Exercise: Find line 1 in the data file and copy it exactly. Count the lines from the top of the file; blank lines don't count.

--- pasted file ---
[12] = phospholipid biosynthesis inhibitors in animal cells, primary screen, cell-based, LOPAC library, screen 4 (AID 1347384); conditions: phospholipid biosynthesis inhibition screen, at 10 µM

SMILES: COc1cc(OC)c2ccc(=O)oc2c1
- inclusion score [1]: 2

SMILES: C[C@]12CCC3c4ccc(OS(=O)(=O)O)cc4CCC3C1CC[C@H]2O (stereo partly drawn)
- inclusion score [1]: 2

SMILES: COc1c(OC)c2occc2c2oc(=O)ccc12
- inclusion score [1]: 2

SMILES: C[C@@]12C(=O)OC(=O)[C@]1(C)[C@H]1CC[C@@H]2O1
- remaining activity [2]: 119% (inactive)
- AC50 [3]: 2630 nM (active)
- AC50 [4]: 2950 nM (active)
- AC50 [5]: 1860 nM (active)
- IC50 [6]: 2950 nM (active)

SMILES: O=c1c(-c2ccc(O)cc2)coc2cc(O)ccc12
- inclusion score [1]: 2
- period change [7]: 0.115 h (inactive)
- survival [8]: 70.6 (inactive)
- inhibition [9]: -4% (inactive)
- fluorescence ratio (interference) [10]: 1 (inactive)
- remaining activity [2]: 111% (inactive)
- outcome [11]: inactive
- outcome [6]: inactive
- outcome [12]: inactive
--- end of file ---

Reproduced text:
[12] = phospholipid biosynthesis inhibitors in animal cells, primary screen, cell-based, LOPAC library, screen 4 (AID 1347384); conditions: phospholipid biosynthesis inhibition screen, at 10 µM